- USPTO publishes new estimates of "IP-Intensive" industries, spin results
- Differences between the march-in, royalty free right, and government use options
- National Association of Manufacturers told USTR the EU position on LDC extension made a mockery of international trading system
- 500+ Pages of Documents on NFL Attempts to Influence NIH Funding of Concussion Studies
- NIH Waivers for U.S. Manufacturing Requirements for Federally-Funded Drugs
- Summary of Report of United Nations Secretary-General's High-Level Panel on Access to Medicines
- KEI Statement on United Nations Secretary-General's High-Level Panel on Access to Medicines Report
- Cancer Moonshot Blue Ribbon Panel Does Not Address Pricing, Alternative Funding Models
- German Court Issues Compulsory License on HIV Drug Patent
- Commentary on Hillary Clinton's Plan to Respond to Unjustified Price Hikes for Long-Available Drugs
National Institutes of Health Declines to Exercise Authority to Lower Xtandi Price
The National Institutes of Health will not use its rights under the Bayh-Dole Act to end the monopoly on the expensive prostate cancer drug Xtandi and allow low-priced generic versions to compete on the market.
USPTO has just published its new estimates of "IP-intensive" jobs for the US economy. The report is titled: Intellectual Property and the U.S. Economy: 2016 Update, and is available as a PDF file here. USPTO press release here:
I took a quick look at the report, and below are some initial bullet points:
I wanted to post a brief note about three separate mechanism to overcome patent monopolies in current US law. All are useful, in the right context, and all have some limits.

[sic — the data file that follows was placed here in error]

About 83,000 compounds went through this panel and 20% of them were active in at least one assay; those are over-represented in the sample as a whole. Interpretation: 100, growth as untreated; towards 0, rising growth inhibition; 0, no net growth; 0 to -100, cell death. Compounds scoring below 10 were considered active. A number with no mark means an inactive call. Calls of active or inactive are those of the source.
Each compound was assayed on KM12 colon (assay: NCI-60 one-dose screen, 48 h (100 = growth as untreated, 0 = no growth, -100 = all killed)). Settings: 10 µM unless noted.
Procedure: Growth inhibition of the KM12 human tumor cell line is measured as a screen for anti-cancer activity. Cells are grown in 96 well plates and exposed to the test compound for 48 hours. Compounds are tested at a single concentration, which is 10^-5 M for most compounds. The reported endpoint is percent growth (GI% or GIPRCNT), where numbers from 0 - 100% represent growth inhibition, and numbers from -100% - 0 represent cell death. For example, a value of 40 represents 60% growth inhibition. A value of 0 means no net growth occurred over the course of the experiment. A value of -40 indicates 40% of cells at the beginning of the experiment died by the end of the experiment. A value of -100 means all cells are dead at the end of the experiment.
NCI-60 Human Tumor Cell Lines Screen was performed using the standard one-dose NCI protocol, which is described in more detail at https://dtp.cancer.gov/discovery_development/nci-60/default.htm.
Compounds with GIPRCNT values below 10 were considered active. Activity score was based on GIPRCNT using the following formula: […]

1. The Bayh-Dole March-In rights under 35 U.S.C. 203, as defined by 35 U.S.C. 201(f).
National Association of Manufacturers told USTR the EU position on LDC extension made a mockery of international trading systemSubmitted by thiru on 21. September 2016 - 14:36
On September 10, 2015, the National Association of Manufacturers (NAM), wrote to USTR expressing alarm at the European Union support of an indefinite extension of a WTO waiver of obligations to grant patents on pharmaceuticals for UN defined least developed countries (LDCs). In 2015, there were 954 million persons living in LDCs, with a per capita income of $964, according to the World Bank. The EU had aligned itself with health advocates trying to protect the bottom billion access to life saving medicines.
Knowledge Ecology International recently obtained extensive email correspondence between officials at the National Institutes of Health (NIH), the Foundation for the National Institutes of Health (FNIH), and the National Football League (NFL), which shed light on accusations of NFL attempts to control the NIH research agenda related to repeat concussion injuries in football players.
The records, which we received through FOIA, are available here:
The National Institutes of Health, from 2011 through May of 2015, appears to have granted all requests for waivers of a requirement under federal law that patent holders who benefit from U.S. taxpayer-funding ensure that their patented inventions are manufactured in the United States.
The Bayh-Dole Act imposes various requirements on the grant of exclusive licenses by the patent holders of federally-funded inventions. In particular, the act generally requires that exclusive licensees “substantially” manufacture the invention in the United States.
The Act, however, also allows for the patent holder to obtain a waiver on the U.S. manufacturing requirement from the Federal agency that provided for the funding of the invention. According to a FOIA response recently obtained by Knowledge Ecology International, the NIH seems to grant every manufacturing waiver request that comes its way.